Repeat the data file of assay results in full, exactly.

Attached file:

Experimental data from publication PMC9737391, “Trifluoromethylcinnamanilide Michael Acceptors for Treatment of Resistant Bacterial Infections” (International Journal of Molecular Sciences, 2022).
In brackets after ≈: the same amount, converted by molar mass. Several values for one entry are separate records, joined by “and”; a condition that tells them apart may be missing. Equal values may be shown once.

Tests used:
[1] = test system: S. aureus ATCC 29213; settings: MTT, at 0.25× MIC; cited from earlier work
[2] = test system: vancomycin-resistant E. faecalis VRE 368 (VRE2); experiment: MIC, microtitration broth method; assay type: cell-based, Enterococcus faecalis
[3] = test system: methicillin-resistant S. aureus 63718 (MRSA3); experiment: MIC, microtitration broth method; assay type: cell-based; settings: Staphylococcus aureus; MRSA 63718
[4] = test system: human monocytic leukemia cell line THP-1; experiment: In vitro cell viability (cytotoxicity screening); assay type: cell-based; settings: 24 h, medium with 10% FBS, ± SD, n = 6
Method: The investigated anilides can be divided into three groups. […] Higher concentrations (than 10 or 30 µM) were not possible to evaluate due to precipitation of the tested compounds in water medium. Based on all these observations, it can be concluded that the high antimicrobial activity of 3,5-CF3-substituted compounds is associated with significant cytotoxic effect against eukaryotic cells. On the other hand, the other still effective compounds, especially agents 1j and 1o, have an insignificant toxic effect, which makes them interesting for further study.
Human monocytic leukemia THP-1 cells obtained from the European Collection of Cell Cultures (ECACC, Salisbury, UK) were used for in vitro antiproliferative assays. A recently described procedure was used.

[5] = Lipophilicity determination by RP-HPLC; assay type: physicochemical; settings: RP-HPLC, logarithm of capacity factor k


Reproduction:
Experimental data from publication PMC9737391, “Trifluoromethylcinnamanilide Michael Acceptors for Treatment of Resistant Bacterial Infections” (International Journal of Molecular Sciences, 2022).
In brackets after ≈: the same amount, converted by molar mass. Several values for one entry are separate records, joined by “and”; a condition that tells them apart may be missing. Equal values may be shown once.

Tests used:
[1] = test system: S. aureus ATCC 29213; settings: MTT, at 0.25× MIC; cited from earlier work
[2] = test system: vancomycin-resistant E. faecalis VRE 368 (VRE2); experiment: MIC, microtitration broth method; assay type: cell-based, Enterococcus faecalis
[3] = test system: methicillin-resistant S. aureus 63718 (MRSA3); experiment: MIC, microtitration broth method; assay type: cell-based; settings: Staphylococcus aureus; MRSA 63718
[4] = test system: human monocytic leukemia cell line THP-1; experiment: In vitro cell viability (cytotoxicity screening); assay type: cell-based; settings: 24 h, medium with 10% FBS, ± SD, n = 6
Method: The investigated anilides can be divided into three groups. […] Higher concentrations (than 10 or 30 µM) were not possible to evaluate due to precipitation of the tested compounds in water medium. Based on all these observations, it can be concluded that the high antimicrobial activity of 3,5-CF3-substituted compounds is associated with significant cytotoxic effect against eukaryotic cells. On the other hand, the other still effective compounds, especially agents 1j and 1o, have an insignificant toxic effect, which makes them interesting for further study.
Human monocytic leukemia THP-1 cells obtained from the European Collection of Cell Cultures (ECACC, Salisbury, UK) were used for in vitro antiproliferative assays. A recently described procedure was used.

[5] = Lipophilicity determination by RP-HPLC; assay type: physicochemical; settings: RP-HPLC, logarithm of capacity factor k